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The copper market is exhibiting a trend unseen since 1994, creating a ripple effect on global trade and economies. The London Metals Exchange (LME) is witnessing an extreme contango in copper futures, largely attributed to China’s weakening economy. This trend has been induced by falling spot prices, according to a report published on Tuesday.
Ewa Manthey from ING interprets the surge in global copper inventories as a sign of weakening demand. Concurrently, Dave Rosenberg from Rosenberg Research links it to China’s economic conditions and potential global trade decline. These interpretations are supported by data from the World Trade Monitor.
Despite the historical reputation of copper as “Dr. Copper” for its ability to predict economic trends, recent research from Bank of America suggests a decrease in its sensitivity to GDP growth.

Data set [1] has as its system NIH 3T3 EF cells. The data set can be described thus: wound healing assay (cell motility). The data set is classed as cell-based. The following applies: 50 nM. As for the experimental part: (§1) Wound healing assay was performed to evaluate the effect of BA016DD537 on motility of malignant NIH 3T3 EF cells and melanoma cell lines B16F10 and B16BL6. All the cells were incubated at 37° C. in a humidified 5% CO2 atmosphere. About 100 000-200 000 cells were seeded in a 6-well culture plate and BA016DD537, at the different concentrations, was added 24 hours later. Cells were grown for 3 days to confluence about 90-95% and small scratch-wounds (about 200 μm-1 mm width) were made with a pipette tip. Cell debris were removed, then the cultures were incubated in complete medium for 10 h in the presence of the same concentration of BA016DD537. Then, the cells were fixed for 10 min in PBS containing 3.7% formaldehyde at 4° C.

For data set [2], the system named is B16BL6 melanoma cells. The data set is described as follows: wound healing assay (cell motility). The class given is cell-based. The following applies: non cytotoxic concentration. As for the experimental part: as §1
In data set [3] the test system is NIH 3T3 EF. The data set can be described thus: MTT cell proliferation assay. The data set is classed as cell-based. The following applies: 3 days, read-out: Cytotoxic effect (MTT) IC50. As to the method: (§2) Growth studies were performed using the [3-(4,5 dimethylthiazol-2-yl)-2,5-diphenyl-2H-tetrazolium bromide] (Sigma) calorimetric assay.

On the New York Mercantile Exchange, copper prices for December delivery are trading as per FactSet data, further emphasizing the impact of these market shifts. The current copper market conditions point towards potential global reverberations due to China’s economic slowdown, marking a critical shift in the commodity’s role as an economic indicator.
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